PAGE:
CARPENTER: Symphony No. 1 (1940). Symphony No. 2 (revised
1947). Adventures in a Perambulator (1947).
Like his contemporary Charles Ives (1874-1954), John Alden Carpenter (1876-1951) was a businessman who composed. But Ives, if he knew the other's music, would likely have dismissed him as a mere "Rollo." Carpenter had pedigree, wealth, two famous wives (the second, Ellen Borden, left her dairy-heir husband for Carpenterone of Chicago's juicier Society scandals of the prewar period), and two brothers who ran the ship-supply business founded by their father while John Alden traveled a lot. Carpenter studied with John Knowles Paine at Harvard and Elgar at Rome ( briefly), but most notably with Bernard Ziehn, a celebrated Chicago theorist of the time.
He composed a good deal of music about which Virgil Thomson wrote in American Music since 1910: 20th Century Composers, "Carpenter was an impressionist composer of superficial but perfectly real charm. His works embodying whimsy, gentle sentiments, and the picturesque are more striking than his monumental ones." Fair enough. His most famous piece remains the six-movement suite from 1914, Adventures in a Perambulator, a baby's view of the world, which is best in the section entitled "The Lake" (Michigan, that is). His two other most popular works, then if not today, were the ballets Krazy Kat in 1922, based on a famous and very funny comic strip of the '20s and '30s, and Skyscrapers, which the Metropolitan Opera produced in 1926. The latter was recorded by Kenneth Klein for EMI in 1987 along with "other music of the American East Coast School" (obviously the coinage of a geographically naif Brit). Krazy Kat can be enjoyed on a New World CD conducted by Calvin Simmons, the most talented African-American conductor we have yet produced, who died tragically young of a heart attack while swimming.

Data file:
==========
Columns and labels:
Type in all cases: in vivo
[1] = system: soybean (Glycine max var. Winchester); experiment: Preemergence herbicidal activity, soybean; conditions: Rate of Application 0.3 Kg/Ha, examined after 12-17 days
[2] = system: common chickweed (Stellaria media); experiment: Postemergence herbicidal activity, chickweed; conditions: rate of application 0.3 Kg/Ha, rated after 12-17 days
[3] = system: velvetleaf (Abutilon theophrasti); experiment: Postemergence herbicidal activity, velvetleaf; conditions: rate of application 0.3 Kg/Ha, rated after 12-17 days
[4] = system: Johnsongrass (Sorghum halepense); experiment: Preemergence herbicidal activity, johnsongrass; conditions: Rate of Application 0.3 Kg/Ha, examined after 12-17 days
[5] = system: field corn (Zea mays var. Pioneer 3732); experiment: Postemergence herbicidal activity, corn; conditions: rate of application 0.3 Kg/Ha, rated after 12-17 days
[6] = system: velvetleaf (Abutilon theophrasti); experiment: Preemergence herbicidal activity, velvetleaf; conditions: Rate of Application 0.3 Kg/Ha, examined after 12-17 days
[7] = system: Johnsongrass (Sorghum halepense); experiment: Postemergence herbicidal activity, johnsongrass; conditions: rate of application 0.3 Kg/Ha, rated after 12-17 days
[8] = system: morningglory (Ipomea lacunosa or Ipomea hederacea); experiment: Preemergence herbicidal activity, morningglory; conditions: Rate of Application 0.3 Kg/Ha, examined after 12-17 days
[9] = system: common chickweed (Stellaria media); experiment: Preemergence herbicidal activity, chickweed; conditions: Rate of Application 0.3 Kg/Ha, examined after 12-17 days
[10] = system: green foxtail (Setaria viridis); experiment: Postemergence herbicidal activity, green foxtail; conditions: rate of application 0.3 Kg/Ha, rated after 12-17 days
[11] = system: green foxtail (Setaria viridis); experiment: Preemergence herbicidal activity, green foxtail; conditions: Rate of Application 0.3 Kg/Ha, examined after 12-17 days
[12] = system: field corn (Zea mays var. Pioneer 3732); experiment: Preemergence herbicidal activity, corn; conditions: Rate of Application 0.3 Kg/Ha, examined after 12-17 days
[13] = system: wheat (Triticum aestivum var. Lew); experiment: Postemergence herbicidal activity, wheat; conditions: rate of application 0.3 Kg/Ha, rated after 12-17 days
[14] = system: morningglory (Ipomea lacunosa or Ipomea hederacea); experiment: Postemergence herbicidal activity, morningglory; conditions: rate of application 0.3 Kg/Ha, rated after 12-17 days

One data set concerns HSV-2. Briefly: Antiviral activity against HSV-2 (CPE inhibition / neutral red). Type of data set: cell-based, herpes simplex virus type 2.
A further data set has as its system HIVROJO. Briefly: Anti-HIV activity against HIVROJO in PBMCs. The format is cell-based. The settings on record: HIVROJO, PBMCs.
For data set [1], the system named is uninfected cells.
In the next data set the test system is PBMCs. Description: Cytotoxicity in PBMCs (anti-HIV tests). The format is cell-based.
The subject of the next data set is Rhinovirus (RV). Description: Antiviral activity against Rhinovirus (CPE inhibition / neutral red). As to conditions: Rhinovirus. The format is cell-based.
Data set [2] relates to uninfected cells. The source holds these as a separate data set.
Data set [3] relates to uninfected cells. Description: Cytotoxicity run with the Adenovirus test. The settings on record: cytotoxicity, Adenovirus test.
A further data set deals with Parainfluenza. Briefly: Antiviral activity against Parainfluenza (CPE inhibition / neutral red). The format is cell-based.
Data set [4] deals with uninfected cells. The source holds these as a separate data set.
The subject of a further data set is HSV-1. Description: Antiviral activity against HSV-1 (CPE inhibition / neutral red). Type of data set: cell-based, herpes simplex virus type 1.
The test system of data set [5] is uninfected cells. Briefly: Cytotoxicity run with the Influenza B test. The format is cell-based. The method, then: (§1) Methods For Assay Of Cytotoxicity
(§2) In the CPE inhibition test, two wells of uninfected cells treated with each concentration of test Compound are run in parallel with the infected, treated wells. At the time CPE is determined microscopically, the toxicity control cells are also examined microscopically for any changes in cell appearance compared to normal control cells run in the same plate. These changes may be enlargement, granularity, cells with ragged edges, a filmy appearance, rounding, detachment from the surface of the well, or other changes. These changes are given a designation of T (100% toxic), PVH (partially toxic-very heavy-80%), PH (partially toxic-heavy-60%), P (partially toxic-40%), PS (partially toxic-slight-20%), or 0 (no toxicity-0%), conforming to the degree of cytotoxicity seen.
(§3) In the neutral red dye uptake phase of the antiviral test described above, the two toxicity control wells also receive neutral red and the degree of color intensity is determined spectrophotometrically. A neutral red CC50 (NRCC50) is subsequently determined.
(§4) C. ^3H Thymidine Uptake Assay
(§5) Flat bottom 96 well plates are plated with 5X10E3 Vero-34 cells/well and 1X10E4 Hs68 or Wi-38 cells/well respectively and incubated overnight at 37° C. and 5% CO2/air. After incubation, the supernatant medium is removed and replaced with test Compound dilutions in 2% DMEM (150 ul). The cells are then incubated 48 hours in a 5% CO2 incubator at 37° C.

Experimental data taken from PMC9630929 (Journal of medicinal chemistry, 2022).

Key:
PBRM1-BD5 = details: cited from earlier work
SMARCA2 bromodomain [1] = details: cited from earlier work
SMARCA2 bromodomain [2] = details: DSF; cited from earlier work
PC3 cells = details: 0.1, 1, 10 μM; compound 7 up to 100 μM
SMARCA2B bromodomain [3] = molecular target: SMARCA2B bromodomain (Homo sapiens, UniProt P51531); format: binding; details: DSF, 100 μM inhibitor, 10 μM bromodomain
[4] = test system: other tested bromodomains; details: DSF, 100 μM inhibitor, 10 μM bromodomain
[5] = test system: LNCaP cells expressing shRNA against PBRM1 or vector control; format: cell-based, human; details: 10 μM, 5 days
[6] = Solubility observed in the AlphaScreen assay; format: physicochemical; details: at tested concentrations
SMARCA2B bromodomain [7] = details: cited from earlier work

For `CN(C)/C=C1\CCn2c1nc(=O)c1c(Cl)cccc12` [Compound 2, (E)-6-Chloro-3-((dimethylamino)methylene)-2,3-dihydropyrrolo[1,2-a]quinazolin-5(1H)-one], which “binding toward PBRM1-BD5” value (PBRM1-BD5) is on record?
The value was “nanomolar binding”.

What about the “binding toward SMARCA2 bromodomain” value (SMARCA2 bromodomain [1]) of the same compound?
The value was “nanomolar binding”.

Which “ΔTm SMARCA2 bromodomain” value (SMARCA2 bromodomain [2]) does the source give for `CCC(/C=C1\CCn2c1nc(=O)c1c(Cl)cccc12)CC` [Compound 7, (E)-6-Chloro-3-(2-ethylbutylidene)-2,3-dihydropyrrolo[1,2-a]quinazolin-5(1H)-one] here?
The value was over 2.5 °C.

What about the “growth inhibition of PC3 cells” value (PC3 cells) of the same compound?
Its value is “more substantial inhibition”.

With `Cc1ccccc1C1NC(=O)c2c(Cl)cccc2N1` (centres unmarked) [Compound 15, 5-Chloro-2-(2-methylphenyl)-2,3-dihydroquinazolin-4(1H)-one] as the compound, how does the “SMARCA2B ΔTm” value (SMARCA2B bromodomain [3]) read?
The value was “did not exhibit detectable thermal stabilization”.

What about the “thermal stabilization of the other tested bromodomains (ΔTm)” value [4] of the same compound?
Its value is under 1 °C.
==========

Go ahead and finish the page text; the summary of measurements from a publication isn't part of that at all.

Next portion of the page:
Both are better works in their entirety than Perambulator, while neither symphony (composed in 1940 and 1941, respectively) stays in the ear longer than the time it takes to play, in both cases just over 19 minutes. This is not to impugn the conducting of John McLaughlin Williams, also African-American, who graduated from the Cleveland Institute and has performed as a violin soloist and string quartet leader despite his comparative youth. This is Williams'third Naxos disc of American music with the Ukrainian National Symphony, produced by a resident team that knows its business well enough for the works at hand. Except in the fanciful middle movements of Perambulator, Williams does seem a far more cautious conductor than Theodore Kuchar, who has led the lion's share of Naxos CDs from Kiev to date. And both symphonies need more than a third-tier foreign orchestra's generic response to unfamiliar music, conducted by a serious but self-effacing visitor, to leave any mark.
R.D. (June 2001)